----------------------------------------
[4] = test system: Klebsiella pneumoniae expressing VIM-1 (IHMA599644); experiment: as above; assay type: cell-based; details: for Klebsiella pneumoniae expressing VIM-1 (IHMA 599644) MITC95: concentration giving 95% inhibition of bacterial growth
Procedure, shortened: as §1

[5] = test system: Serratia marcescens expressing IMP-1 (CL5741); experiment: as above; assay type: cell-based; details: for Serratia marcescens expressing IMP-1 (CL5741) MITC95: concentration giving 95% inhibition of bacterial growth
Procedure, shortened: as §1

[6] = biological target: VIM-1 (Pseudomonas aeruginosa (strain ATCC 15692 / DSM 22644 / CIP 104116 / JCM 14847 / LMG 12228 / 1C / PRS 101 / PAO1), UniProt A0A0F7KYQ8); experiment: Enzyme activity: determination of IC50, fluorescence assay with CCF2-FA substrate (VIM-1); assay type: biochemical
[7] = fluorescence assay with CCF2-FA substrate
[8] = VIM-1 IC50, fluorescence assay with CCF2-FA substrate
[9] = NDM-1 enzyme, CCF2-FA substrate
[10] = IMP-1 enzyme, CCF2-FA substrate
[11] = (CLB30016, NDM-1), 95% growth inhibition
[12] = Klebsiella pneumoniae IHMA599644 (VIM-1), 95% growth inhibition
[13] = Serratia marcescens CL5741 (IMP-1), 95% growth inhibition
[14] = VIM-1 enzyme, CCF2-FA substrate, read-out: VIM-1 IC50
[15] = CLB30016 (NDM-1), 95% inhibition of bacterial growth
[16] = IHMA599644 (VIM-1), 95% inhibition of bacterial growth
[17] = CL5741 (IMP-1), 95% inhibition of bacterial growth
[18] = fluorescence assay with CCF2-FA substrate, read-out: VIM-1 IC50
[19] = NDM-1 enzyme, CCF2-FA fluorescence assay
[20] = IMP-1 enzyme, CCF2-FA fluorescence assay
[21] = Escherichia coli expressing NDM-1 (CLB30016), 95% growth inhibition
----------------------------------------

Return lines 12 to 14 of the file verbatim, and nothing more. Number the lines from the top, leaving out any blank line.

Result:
[13] = Serratia marcescens CL5741 (IMP-1), 95% growth inhibition
[14] = VIM-1 enzyme, CCF2-FA substrate, read-out: VIM-1 IC50
[15] = CLB30016 (NDM-1), 95% inhibition of bacterial growth